More risk, more profit: is it true? - Page 4
Page 4 of 504 FirstFirst ... 2 3 4
Results 31 to 37 of 37

Thread: More risk, more profit: is it true?

  1. #31
    I think we should risk less to avoid burning accounts.... With less risk and stop loss we could filter poor trades.... That the market is ever changing. Those indiors doesn't predict future price moves. For instance you start 10 transactions even in the event that you lose 6 days in a row using tight stop loss you'll still have the ability to trade rather than possess a stop out and if you are lucky you'll end up having like 4 profit transactions running subsequently use trailing stop to protect trades.... Then just be happy to have small profits.... A cent constitutes a dollar...

  2. #32
    How about low risk high profits.

    We need highly likely entrances with R/R ratio more than 1:3 I guess

  3. #33
    Quote Originally Posted by ;
    How about low risk large profits. We want highly likely entrances with R/R ratio greater than 1:3 I figure
    My purpose is, if you double the low risk you make double the profits. Largely risk equals profit.

  4. #34
    This query can be answered readily with an Excel spreadsheet.

  5. #35
    There are some very wrong answers and attitudes , then again the initial question is limited in clarity too....

    The issue does not define which risk is being called to...

    when the question means stake risk (lot dimensions ) then we all know that is linear stake $10 @ 3:1 = 30 or $20 @ 3:1 = 60$ risk is exactly the exact same

    when the risk referred is account risk ie: % of account staked per trade, then NO it does not mean more profits it signifies more account movement (not necessarily profitable movement) - account management is a long game not a quick wager, it's all about capital preservation through potentially long draw setbacks through repeated losses - you have to think like an investor not a gambler, not a trader to be successful in account management. More account risked will reap more potential profits (see stake risk above) but also much and the destiny of the account will be a swift nosedive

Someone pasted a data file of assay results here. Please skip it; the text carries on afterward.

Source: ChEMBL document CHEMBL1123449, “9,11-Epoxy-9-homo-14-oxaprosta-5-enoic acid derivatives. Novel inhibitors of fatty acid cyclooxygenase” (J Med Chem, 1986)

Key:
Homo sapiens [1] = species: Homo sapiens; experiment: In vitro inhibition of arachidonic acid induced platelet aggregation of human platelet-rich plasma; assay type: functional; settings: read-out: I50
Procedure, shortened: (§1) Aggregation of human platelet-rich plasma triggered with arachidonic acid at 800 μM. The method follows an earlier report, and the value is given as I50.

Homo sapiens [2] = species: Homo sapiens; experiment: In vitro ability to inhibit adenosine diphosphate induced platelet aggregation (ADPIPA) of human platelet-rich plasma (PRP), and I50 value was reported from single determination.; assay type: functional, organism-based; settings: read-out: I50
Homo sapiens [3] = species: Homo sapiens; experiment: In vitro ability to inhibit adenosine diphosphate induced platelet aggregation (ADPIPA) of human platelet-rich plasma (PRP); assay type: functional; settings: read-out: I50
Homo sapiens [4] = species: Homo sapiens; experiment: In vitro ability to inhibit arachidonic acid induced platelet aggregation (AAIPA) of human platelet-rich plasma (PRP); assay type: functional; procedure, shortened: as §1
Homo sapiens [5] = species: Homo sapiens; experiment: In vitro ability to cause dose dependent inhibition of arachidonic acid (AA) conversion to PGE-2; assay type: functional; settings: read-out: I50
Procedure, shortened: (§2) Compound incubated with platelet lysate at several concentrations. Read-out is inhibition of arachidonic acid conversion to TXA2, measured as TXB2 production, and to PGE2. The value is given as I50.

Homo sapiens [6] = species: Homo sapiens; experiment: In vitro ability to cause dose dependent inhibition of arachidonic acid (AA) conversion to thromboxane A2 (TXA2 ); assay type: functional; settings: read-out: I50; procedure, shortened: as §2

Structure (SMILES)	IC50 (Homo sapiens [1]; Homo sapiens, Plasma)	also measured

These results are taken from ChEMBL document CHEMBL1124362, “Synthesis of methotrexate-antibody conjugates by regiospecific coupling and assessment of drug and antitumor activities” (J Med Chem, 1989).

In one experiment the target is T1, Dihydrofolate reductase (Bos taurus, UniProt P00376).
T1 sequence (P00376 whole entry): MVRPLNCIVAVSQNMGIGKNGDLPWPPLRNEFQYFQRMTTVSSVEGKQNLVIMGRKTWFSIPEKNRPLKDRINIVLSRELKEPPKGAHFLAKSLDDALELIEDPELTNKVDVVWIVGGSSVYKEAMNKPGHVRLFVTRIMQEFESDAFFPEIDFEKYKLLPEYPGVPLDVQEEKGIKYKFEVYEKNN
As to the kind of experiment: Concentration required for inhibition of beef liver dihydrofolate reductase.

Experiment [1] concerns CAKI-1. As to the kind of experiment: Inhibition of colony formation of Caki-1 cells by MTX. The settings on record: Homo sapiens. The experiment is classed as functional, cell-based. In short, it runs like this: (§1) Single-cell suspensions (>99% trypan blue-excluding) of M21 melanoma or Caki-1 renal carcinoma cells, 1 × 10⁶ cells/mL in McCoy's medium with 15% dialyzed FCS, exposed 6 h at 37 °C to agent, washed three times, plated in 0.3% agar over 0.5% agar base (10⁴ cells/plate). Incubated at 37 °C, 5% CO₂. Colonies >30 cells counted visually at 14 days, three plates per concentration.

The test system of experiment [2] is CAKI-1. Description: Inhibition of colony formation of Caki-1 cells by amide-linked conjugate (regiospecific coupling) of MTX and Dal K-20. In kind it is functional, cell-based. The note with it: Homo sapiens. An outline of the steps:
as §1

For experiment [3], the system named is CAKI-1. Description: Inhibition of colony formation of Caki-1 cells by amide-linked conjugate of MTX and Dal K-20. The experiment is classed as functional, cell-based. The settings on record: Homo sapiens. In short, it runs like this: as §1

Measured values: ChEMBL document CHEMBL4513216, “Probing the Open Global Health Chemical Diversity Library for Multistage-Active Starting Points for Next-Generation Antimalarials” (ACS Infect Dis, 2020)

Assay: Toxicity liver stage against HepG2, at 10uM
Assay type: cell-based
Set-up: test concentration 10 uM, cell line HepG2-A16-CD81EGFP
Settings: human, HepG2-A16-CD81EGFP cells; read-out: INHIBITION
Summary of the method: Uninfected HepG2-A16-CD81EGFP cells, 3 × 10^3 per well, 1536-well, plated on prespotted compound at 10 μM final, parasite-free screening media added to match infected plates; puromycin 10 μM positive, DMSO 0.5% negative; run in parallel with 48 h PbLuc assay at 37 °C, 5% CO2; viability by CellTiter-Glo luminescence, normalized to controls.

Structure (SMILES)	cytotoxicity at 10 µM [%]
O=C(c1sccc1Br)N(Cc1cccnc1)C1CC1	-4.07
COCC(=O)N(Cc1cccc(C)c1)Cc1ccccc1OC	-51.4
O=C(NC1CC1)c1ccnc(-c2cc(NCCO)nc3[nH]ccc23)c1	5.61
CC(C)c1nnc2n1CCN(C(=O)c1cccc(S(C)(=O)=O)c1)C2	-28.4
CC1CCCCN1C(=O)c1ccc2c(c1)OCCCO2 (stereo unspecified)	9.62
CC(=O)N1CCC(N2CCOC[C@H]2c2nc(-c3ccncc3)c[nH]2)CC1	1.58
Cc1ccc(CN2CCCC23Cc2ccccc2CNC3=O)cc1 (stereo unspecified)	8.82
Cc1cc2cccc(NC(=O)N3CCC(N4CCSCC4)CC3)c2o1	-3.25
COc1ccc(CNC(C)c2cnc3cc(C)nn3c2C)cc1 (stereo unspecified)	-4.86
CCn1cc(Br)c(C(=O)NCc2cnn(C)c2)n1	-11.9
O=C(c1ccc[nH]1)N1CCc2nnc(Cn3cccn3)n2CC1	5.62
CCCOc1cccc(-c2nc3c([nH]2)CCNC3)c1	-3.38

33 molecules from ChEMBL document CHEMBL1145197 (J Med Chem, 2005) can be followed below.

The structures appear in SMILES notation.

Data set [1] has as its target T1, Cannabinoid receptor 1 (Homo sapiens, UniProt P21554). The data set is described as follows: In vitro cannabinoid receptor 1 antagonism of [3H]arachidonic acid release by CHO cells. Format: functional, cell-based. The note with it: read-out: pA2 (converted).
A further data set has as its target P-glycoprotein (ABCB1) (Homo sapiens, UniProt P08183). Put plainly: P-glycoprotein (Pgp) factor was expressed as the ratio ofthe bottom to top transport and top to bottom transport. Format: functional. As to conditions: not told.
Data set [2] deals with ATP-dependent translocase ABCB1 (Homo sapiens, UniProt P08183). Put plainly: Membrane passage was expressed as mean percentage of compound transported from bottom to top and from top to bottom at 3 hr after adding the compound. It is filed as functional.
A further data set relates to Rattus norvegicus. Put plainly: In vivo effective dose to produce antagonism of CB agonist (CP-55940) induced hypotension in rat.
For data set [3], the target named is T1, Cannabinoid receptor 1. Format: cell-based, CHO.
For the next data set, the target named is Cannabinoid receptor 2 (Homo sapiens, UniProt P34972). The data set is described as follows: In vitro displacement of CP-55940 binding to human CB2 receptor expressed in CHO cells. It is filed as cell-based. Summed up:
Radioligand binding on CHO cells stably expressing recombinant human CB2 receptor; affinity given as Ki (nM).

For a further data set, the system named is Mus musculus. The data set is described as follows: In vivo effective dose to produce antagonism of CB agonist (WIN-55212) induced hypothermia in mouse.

then there is the commerce risk itself that I doubt that the thread starter was referring to, competitive entries reduce the odds and offer a bigger draw down, the successful trader will be looking for the ideal balance, and the risk can be altered depending on the place you entrance is placed. Gator refers to awaiting the cheap seats that which he is doing is decreasing the entrance risk and this will often boost the profitability of one trade by raising the commerce odds.

    so risk has many faces...

  6. #36
    Its depend of each trader. If you are a gambler forex is a risk game. If you are a professional speculator forex is comparable to some other bussiness.
    Forex is simple but not straightforward.
    Where is diference? .
    In each trader.
    90-95percent retail traders decrease his capital. Why? .
    There is no only one reason for this but there's only one answer. Cause 90-95% retail traders are gamblers.
    There is a hindsight error to understand that forex is the most simple that you could accept. This is beginning of end for this 95%.
    Regards.

  7. #37
    It is funny how a lot of traders talk about taking more risk, once the singular most important thing in this business is handling risk. The very first step to getting profitable is handling risk. . Next understand your system by being aware of what works and what doesn't and when you understand what functions stick to it. Hopefully you keeping a very low risk profile can get you through the good and bad times profitably. And as for risk/reward ratio, the 1:3 risk/reward doesn't always work so keep calm, study hard, manage risk and emotion, and generate income.
    Remember Forex is all about SURVIVING. What is the purpose of earning money to spend then dying the next second?

Posting Permissions

  • You may not post new threads
  • You may not post replies
  • You may not post attachments
  • You may not edit your posts
  •  
This website uses cookies
We use cookies to store session information to facilitate remembering your login information, to allow you to save website preferences, to personalise content and ads, to provide social media features and to analyse our traffic. We also share information about your use of our site with our social media, advertising and analytics partners. Read more.